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As 2015 draws to a close, you’ve probably noticed that various critic’s groups, professional guilds, and damn near everyone else has been putting their heads together and voting for their favorite movies, performances, and whatnot of the year. Not to be outdone, the American Film Institute, also known as the AFI, released their choices for the top movies of the past calendar year.
Selected by a conglomeration of critics, trustees, scholars, and various members of the industry, the AFI released their annual list "celebrating the year's most outstanding achievements in the art of the moving image," and it’s a strong collection of movies to be sure. Check out their selections for the top films of 2015 below:
The Big Short
To be fair, there aren’t a ton of huge surprises to be found anywhere on this list, as many of these titles have already appeared on damn near every last run down of the best cinema had to offer in 2015. There are big blockbusters, like The Martian, indie dramas like Room and Spotlight, and Star Wars: The Force Awakens, which, though most of us haven’t had the opportunity to see it yet, really feels like it’s in its own special category as far as movies go—it’s more of a cultural phenomenon than a simple film at this point.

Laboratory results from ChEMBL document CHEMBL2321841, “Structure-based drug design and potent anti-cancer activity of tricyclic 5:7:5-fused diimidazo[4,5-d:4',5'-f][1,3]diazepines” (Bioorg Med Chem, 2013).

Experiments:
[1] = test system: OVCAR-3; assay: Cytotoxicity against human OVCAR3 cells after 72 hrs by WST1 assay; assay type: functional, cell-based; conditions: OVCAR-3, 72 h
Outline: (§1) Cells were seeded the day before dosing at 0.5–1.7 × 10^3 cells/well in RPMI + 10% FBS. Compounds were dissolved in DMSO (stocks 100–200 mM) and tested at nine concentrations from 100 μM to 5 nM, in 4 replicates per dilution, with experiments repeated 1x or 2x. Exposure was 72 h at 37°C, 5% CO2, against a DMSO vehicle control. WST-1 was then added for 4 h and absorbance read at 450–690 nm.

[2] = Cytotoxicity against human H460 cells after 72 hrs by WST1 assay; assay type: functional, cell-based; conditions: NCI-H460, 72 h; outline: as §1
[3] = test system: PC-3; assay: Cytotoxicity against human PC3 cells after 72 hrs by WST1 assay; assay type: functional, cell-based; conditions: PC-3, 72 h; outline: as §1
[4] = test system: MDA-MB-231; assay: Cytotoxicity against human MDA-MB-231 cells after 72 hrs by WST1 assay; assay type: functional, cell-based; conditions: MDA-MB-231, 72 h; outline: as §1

This collection features heavy hitters like Steven Spielberg (Bridge of Spies), Ridley Scott (The Martian), and Pixar (Inside Out); meticulous indie auteur Todd Haynes (Carol); and up and comers like Tom McCarthy (Spotlight) and Lenny Abrahamson (Room). F. Gary Gray’s NWA biopic Straight Outta Compton continues to defy advanced expectations by not only being a huge financial hit, but by finding it’s way onto prestigious year-end lists like the AFI’s.
George Miller’s long-in-the-works Mad Max: Fury Road—his first return to the post-apocalyptic wastes he first visited in 1979 since 1985’s Beyond Thunderdome—continues it’s unlikely award season romp. The relentless onslaught of action has found its way to the top of a number of best-of-2015 lists, including those of the Online Film Critics Society and the National Board of Review, and has figured into the race for many others. I love the movie dearly, but even I didn’t expect it to be such a huge critical hit and didn’t anticipate all of the end-of-the-year hardware it’s collected along the way.
These films, as well as their TV counterparts, will be honored at a private luncheon in Los Angeles on January 8, 2016.